The oyster bar concept, according to Stan, came about because of his enjoyment with the food and there were no similar restaurants from Columbia to the Upstate. Alex had the idea of a casual seafood bar like those along the coast serving the best oysters from the Gulf coast. John Sparrow, a friend of Stan’s, had the only oyster bar – Mother Schucker’s – located in Columbia.  “There was nothing like Great Bay, “ Stan said. “

Stan, while searching for a place to anchor his dream, came upon the building at 109 E. Poinsett Street that caught his attention. Vernon Price had that building for sale and it looked near perfect for what Stan wanted. A second building was bought that became the rear of Great Bay where Sushi Mizu was established.

“I was walking downtown when I saw the building. We decided to combine the two buildings and it was long, back to front. There was a stigma that it was a hole in the wall. It was perfect for what I wanted,” Stan said.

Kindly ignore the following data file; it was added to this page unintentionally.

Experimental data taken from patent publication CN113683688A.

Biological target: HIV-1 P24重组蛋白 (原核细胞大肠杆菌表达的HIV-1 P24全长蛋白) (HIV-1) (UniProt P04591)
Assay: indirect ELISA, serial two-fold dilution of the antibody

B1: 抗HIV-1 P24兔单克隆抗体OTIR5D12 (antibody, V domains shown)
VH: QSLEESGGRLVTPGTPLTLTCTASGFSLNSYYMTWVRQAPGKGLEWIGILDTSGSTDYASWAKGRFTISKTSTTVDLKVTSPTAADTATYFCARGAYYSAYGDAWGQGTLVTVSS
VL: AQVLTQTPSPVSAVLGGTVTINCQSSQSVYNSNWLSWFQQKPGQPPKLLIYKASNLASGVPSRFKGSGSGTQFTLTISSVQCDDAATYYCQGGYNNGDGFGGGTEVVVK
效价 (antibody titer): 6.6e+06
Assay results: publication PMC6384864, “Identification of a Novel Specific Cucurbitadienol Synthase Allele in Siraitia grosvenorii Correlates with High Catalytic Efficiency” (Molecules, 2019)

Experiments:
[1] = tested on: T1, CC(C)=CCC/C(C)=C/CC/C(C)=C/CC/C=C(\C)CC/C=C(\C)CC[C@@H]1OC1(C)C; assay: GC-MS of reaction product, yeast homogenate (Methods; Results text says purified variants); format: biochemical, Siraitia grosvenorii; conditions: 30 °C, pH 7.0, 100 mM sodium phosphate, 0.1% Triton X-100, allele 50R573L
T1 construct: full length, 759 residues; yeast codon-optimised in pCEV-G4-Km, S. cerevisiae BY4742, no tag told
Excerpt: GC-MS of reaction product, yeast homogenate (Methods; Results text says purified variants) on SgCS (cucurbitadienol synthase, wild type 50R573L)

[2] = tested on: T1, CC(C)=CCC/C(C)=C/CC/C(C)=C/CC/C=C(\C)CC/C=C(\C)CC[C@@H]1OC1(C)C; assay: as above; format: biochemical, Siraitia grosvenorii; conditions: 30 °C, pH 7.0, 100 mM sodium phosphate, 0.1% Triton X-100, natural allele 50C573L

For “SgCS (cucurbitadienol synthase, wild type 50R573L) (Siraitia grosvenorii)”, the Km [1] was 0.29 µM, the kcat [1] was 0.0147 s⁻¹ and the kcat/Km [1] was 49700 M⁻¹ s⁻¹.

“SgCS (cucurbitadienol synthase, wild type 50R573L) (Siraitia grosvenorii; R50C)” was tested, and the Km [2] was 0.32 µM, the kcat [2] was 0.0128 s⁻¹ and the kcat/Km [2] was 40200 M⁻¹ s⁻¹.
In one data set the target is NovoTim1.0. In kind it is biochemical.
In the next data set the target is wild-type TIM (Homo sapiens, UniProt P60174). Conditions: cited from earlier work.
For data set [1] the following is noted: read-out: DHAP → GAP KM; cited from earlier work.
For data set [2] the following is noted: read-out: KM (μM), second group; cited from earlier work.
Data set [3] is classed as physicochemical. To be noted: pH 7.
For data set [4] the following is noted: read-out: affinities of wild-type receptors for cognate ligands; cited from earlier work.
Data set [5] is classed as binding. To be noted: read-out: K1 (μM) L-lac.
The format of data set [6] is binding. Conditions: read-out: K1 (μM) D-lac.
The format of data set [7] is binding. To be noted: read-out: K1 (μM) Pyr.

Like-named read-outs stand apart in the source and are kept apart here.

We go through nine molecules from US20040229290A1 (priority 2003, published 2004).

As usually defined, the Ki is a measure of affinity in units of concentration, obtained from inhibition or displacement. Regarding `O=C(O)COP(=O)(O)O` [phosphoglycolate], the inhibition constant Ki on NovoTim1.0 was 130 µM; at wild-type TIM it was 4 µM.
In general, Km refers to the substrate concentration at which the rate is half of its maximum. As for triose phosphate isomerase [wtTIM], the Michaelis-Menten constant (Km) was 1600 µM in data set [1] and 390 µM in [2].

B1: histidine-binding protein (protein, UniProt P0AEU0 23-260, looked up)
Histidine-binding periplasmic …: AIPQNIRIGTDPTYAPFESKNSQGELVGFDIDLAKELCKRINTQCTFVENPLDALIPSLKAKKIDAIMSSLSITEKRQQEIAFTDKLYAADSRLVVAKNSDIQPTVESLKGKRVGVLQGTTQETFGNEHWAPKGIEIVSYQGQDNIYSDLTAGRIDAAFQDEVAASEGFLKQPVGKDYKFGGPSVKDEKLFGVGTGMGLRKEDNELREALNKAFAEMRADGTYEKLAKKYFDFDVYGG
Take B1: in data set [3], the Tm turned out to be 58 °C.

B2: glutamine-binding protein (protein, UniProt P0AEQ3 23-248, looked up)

Alex, refurbished the interior and established the menu. “It was our menu of choice,” Stan said. “Alex worked for Carl Sobocinski at several of his Greenville restaurants and he had a great experience and was an excellent cook. “Alex and I were open as a team.”

Stan vividly remembered opening night – Dec. 31, 2004. “We got it,” Stan said. We turned that place around big.”

Stan: ‘I like being the little social butterfly’

“He’s my hero,” said Denise VandenBerghe, co-owner of Wild Ace Pizza and Pub and Acme General Store.

“When I came to Greer I went to (GBOH) because of Stan. He greets you with hugs. His personality made that restaurant. People enjoyed seeing him and he had a great attitude on life,” said VandenBerghe.

CONTINUED ON PAGE 2 >>

People mentioned in this article. Click a name to view more articles for that person.

Stan Christofferson

Businesses mentioned in this article.

Acme General Store, BIN112, BMW, City of Greer, Grace Hall, Greater Greer Chamber of Commerce, Greer Development Corporation